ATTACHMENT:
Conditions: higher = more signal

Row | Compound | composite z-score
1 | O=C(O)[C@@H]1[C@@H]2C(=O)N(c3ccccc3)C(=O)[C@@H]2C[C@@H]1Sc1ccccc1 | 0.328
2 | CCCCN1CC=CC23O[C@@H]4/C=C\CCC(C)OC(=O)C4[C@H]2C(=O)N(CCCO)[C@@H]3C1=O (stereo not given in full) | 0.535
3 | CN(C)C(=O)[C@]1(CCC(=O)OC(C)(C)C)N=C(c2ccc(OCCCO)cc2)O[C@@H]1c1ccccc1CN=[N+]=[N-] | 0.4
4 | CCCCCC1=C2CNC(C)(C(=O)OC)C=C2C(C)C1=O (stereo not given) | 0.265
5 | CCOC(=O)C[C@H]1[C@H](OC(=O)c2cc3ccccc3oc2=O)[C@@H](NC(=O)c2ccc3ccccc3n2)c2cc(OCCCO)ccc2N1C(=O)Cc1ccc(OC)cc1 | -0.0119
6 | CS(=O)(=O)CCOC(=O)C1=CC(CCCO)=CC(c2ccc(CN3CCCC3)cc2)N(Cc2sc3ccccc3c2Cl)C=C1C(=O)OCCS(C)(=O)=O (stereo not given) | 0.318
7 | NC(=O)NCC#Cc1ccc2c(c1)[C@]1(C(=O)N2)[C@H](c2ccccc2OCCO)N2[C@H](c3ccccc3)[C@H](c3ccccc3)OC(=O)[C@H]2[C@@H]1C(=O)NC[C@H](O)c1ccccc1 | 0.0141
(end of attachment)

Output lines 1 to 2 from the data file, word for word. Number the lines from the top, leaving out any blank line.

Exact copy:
Conditions: higher = more signal

Row | Compound | composite z-score